Financial District

Walking along West Hastings you'll notice the architectural 'temple bank' style imported from eastern North America, which became a symbol of strength, solidity and prosperity. 


In 1888, the Bank of British Columbia and Bank of Montreal became the first of many financial institutions to open their offices on Hastings Street west of Cambie in the developing downtown. By 1912, Hastings was firmly established as the city’s financial district with ten elegant buildings lining the street between Hornby and Cambie.

On this site stood the McKinnon Building, home to the Canadian Bank of Commerce before the construction of their new head office across the street in 1908. The modernist landmark United Kingdom Building by Semmens and Simpson replaced the older block in 1959.

The importance of this corner is emphasized by the presence of the 1910 Main Post Office and its landmark clock tower, the former Canadian Bank of Commerce temple bank building from 1908 and the sleek 1929 Art Deco tower of the Royal Bank of Canada.

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Originally centred around Main and Hastings, Vancouver’s financial district began moving west along Hastings Street in the 1900s. The CPR surveyed Granville Street as their main commercial street, and attempted to pull development towards it, west of the old Granville Townsite, persuading the Bank of Montreal to accept a new bank site on Granville Street. By 1912, there were 10 bank buildings facing onto Hastings Street between Granville and Cambie Street. Many are constructed in the ‘temple bank’ style imported from eastern North America, which became a symbol of strength, solidity and prosperity. 

850 West Hastings, Crédit Foncier Building. Designed by Barrott, Blackader & Webster and completed in 1914, this office building has long been admired in the city as one of the finest of its era. Its owner was a Montreal-based mortgage lender. As was the case with many office buildings of the day, its elevation is divided into three distinct parts, corresponding to the base, shaft and capital of a classical temple column.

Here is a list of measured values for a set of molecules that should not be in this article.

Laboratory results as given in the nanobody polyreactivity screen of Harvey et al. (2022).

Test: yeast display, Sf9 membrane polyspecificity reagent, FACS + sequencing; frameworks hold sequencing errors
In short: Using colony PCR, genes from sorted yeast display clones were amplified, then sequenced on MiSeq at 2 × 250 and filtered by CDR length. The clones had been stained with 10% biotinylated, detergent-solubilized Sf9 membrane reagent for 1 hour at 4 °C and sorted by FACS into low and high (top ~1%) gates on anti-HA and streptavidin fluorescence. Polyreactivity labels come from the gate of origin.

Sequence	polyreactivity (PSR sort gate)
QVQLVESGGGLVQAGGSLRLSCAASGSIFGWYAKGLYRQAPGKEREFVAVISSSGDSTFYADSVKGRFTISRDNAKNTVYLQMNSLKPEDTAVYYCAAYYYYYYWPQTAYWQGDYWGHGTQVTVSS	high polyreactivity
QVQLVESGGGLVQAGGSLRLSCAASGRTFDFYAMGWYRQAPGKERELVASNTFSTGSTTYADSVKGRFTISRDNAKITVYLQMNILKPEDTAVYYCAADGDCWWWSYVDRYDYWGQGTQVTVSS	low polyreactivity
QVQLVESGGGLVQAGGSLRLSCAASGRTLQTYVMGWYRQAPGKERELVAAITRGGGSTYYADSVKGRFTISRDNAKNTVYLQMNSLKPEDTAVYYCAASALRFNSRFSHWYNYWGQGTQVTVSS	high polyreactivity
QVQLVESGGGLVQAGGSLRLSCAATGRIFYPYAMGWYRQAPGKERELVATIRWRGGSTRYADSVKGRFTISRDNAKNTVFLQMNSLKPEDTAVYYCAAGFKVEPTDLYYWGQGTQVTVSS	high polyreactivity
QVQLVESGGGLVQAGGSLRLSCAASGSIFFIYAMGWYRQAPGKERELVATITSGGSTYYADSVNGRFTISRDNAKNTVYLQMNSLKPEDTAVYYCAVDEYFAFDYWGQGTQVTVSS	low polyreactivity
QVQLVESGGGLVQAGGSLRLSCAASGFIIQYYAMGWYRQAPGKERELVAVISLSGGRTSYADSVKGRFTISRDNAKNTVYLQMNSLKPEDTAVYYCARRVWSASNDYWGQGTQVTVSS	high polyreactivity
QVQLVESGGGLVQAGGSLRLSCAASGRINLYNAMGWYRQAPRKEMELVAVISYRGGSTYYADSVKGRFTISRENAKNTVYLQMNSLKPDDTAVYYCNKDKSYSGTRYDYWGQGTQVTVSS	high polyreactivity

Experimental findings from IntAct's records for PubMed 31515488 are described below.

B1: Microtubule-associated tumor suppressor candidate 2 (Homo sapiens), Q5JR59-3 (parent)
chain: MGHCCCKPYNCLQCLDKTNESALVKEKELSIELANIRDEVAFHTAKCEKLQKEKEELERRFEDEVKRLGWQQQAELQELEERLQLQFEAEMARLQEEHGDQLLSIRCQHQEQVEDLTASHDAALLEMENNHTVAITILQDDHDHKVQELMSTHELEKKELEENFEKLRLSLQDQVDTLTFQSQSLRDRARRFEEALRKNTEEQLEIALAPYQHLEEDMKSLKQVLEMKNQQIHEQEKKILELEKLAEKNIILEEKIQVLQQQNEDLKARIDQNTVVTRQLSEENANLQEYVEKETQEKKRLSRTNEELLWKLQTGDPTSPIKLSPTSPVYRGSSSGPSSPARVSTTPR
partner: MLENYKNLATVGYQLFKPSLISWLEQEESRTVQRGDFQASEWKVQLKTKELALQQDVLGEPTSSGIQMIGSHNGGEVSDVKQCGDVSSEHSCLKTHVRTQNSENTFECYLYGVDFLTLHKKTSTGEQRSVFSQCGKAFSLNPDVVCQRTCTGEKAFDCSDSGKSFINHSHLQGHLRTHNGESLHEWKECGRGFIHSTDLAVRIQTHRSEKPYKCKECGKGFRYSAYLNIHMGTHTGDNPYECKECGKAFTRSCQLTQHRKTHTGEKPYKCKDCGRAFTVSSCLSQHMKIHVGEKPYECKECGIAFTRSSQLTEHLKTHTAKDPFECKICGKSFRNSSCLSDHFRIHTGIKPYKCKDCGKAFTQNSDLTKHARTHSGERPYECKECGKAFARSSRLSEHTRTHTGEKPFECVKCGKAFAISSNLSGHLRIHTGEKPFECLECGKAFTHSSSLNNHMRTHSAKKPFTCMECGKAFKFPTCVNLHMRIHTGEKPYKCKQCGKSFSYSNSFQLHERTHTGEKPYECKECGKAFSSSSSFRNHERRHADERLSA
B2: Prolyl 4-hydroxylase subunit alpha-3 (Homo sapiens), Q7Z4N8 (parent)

698 West Hastings, Birks Building. A 1908 “temple bank” by Toronto architects Darling & Pearson for the Canadian Bank of Commerce, this building was converted into retail space for Birks jewellers in 1994. Birks, based in Montreal, took over Trorey’s Jewellers and its street clock (directly across Hastings) in the early 1900s; when Birks moved to Granville and Georgia in 1913 it took the clock along, where it became a beloved landmark and a place to rendezvous. The clock moved back down Granville to Hastings with Birks in 1994.

685 West Hastings, Royal Bank Building. The city’s first bank skyscraper, completed in 1931 during the Great Depression, has a superb Florentine banking hall that should be visited! Designed by architects Sumner Godfrey Davenport, it replaced the firm’s 1903 “temple bank” at Hastings and Homer and shifted the centre of gravity of the city’s institutions to the west.

580 West Hastings, Morris J. Wosk Centre for Dialogue. The neoclassical-style Union Bank Building from 1920 (by Somervell & Putnam) that became a Toronto Dominion branch, this building was donated to Simon Fraser University and incorporated into Conference Plaza, which includes the hotel next door, in a 1999 conversion. Its namesake was a local developer and philanthropist whose family was prominent in the furniture business.

490 West Hastings, the Bank of British Columbia, designed by T.C. Sorby in 1889 in the Italian Renaissance style. Headquartered in Victoria, the bank was created in 1862 by a group of financiers in London, England, and merged with the Canadian Bank of Commerce in 1901. It was part of the “bankers’ row” between Granville and Homer in the years before the First World War

404 West Hastings, Royal Bank of Canada. This was the bank’s head office until it completed its skyscraper at Granville Street. Architects Dalton & Eveleigh completed it in 1903, when it was the first “temple bank,” so named for its classical detailing. It housed the Georgian Club for women in the 1980s and 1990s.


Nearby Places That Matter

Media & Photos


698 W Hastings St. (Birks building)


49.284952, -123.113976


Plaque is located on the W Hastings entrance of the Birks Building.

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